Oh Marx, the source of eternal misery. The problem is he does not understand human nature. He thinks we are rational! There are various levels of the human being on this planet. All of them function differently and they strive to achieve different objectives in their lives. Although I agree with you that ultimately we must create a world that is free of monetary issues but even then money will be replaced by something else, in my opinion most likely knowledge. This may already be happening though and I doubt if the coming world would be any better than the monetary world of today. Even in a communist/socialist world there was always a state to enforce that sort ‘atmosphere’. They could never ever do away with the national government, borders or the state. The reason simply being that those at the top were completely corrupted by their enforcer status.

    In communist/socialist countries often money is not as important as access to commodities and even that creates a new class of people. So basically as long as you have any system you will have disparity. The only way out is to destroy organized society. The only way out is anarchy.

  3. Bad Karma Says:

    I agree with swaps on point #3. In Nature, the process of creation and destruction is overall better for the system. Necessity is the mother of invention.

  4. Axinia,

    I have not read Das Kapital 😦 but I tend to agree with some of the views of Marx.

    As far as I am concerned, communism and socialism are quite different. In China, we have a communist government run a capitalist economy. Socialism is an advanced form of democracy and Marx was correct that democracy is the way to socialism.

    In India, we had a stupid system called the mixed economy (incorrectly referred to as “socialism” by the media) which was actually a licence raj. It tried to combine the best of both socialism and capitalism but turned out to be a miserable failure. It bred an extremely corrupt and useless bureaucracy which is the curse of India. It also lead to a huge disparity between the rich and the poor. This was not what a backward, feudal society needed. The economy was ruined by the British because they adhered to the filthy concept of “free market capitalism”. There were many famines in which several people perished 😦 Even as the crops grown in India were exported by traders, people starved. As always, humans were at the mercy of the disgusting “free markets”.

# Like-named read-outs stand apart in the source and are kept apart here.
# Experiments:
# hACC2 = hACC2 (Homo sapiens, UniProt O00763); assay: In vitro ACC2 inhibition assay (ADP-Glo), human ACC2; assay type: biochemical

Communism will not work in India due to the extreme levels of bureaucratic red tape, nepotism and corruption. Growth in India is not leading to development because it is jobless growth. At the same time, farmers are being pushed out of farming due to disastrous policies dictated by the criminal principles of the “free market”, that are neither free nor fair.

    What India needs is a welfare state on the lines of the ones in Scandinavia.

    I tend to agree with Marx, Axinia. Peaceful means may work when the people one is agitating against have some conscience left in them. Gandhi understood this with the British. I don’t think it would have worked against the Nazis. Why, peaceful means don’t work even in the land where Gandhi adornes every currency note 😦

  5. axinia Says:

    Hallo, everyone,
    many thanks for this discussion and feedback.

    Marx has done a great job, we can agree or not, but the impact of his work is tremendous, no doubt.

    I believe that ultimately communism (or a similar from) will be possbile all over the word, not dependig on the historical background and also thanks to the present globalisation of consciousness.
    Things will change, weather we belive or not :))

  6. swaps Says:

    You never-day-die partisan 🙂

  7. Even the best system, can be put to disastrous effects, by the worst people. I think that people need to change. Not systems.

    Destination Infinity

  8. axinia Says:

    that is the greatest wisdom, DI!

    In fact, my believe in the good future is based exactly on my belief in the human transformation – and that of everyone!

    I am sure it is possbile adn will happen anyway, because – as mentioned earlier – that is the nature of a human being, to evolve.

  9. Axinia,

    Unfortunately, your belief in human transformation will remain just that – a belief and a hope 😦

    I don’t see that happening because humanity has stopped evolving. On the other hand, human nature is to stoop to the lowest extent possible 😡

  10. axinia Says:

    Raj, I can only speak from my exerience – I keep meeting people willing to evolve, to develop their best human qualities…so many of them!! Everywhere, in any country I go.
    The intresting point is one person like that can transform many aroudn by acutally doing NOTHING, just being there. Remember the the quotation of my favorite author Gregoire de Kalbermatten :

    “In the case of homo sapiens, our being imbibes the outside world through constant sensations, impulses, impressions and conditionings. The outside world is the water, the inside world is the sponge.

    With homo spiiritualis, however the inner world and its energy, crystallized by the rising sap the Kundalini, is much more powerful. It is emitted from the personality of a realized person on the surrounding world and it subtly, yet effectively, influences the outside. The inner world is the water, the outside world the sponge.”

  11. Axinia, Homo spiritualis is not something new. There were quite a few Homo spiritualises that walked upon the Earth among the Homo sapiens, especially in the East. But they failed to transform the world 😦

    The nasty thing about Homo sapiens is that, collectively, instead of eveolving to the next level, they tend to go back to previous ones, like Homo neanderthalensis, Homo erectus, Australopithecus robustus, Sahelanthropus tchadensis, . . . apes will remain apes . . . humans are related to gorillas and orang-utans, which behave better collectively than the apes that wear clothes and invent tools 😆